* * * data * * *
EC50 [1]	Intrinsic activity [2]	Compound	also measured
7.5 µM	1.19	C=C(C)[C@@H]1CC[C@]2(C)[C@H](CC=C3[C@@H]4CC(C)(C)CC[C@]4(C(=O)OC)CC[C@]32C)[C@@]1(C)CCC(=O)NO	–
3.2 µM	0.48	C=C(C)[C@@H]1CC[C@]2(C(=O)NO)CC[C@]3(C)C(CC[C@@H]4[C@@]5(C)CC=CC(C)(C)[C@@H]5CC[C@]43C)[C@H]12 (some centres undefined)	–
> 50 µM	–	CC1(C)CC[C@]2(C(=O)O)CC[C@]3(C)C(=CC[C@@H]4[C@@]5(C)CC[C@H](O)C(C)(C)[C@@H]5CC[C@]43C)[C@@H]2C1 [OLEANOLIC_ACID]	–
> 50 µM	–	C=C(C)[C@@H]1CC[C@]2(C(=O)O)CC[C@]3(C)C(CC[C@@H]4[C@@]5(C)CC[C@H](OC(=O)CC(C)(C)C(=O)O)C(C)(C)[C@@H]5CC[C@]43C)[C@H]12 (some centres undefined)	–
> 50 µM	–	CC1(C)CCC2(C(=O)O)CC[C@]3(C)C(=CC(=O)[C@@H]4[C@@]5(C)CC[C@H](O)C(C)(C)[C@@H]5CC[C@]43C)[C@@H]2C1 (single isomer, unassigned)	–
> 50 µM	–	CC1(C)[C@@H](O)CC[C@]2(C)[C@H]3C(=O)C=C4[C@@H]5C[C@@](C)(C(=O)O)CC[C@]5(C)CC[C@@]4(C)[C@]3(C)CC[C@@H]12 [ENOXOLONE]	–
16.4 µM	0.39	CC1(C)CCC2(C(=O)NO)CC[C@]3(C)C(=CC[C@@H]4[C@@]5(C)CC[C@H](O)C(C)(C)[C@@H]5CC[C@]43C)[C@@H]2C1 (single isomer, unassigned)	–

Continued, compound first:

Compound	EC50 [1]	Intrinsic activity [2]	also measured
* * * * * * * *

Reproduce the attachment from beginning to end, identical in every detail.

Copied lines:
EC50 [1]	Intrinsic activity [2]	Compound	also measured
7.5 µM	1.19	C=C(C)[C@@H]1CC[C@]2(C)[C@H](CC=C3[C@@H]4CC(C)(C)CC[C@]4(C(=O)OC)CC[C@]32C)[C@@]1(C)CCC(=O)NO	–
3.2 µM	0.48	C=C(C)[C@@H]1CC[C@]2(C(=O)NO)CC[C@]3(C)C(CC[C@@H]4[C@@]5(C)CC=CC(C)(C)[C@@H]5CC[C@]43C)[C@H]12 (some centres undefined)	–
> 50 µM	–	CC1(C)CC[C@]2(C(=O)O)CC[C@]3(C)C(=CC[C@@H]4[C@@]5(C)CC[C@H](O)C(C)(C)[C@@H]5CC[C@]43C)[C@@H]2C1 [OLEANOLIC_ACID]	–
> 50 µM	–	C=C(C)[C@@H]1CC[C@]2(C(=O)O)CC[C@]3(C)C(CC[C@@H]4[C@@]5(C)CC[C@H](OC(=O)CC(C)(C)C(=O)O)C(C)(C)[C@@H]5CC[C@]43C)[C@H]12 (some centres undefined)	–
> 50 µM	–	CC1(C)CCC2(C(=O)O)CC[C@]3(C)C(=CC(=O)[C@@H]4[C@@]5(C)CC[C@H](O)C(C)(C)[C@@H]5CC[C@]43C)[C@@H]2C1 (single isomer, unassigned)	–
> 50 µM	–	CC1(C)[C@@H](O)CC[C@]2(C)[C@H]3C(=O)C=C4[C@@H]5C[C@@](C)(C(=O)O)CC[C@]5(C)CC[C@@]4(C)[C@]3(C)CC[C@@H]12 [ENOXOLONE]	–
16.4 µM	0.39	CC1(C)CCC2(C(=O)NO)CC[C@]3(C)C(=CC[C@@H]4[C@@]5(C)CC[C@H](O)C(C)(C)[C@@H]5CC[C@]43C)[C@@H]2C1 (single isomer, unassigned)	–

Continued, compound first:

Compound	EC50 [1]	Intrinsic activity [2]	also measured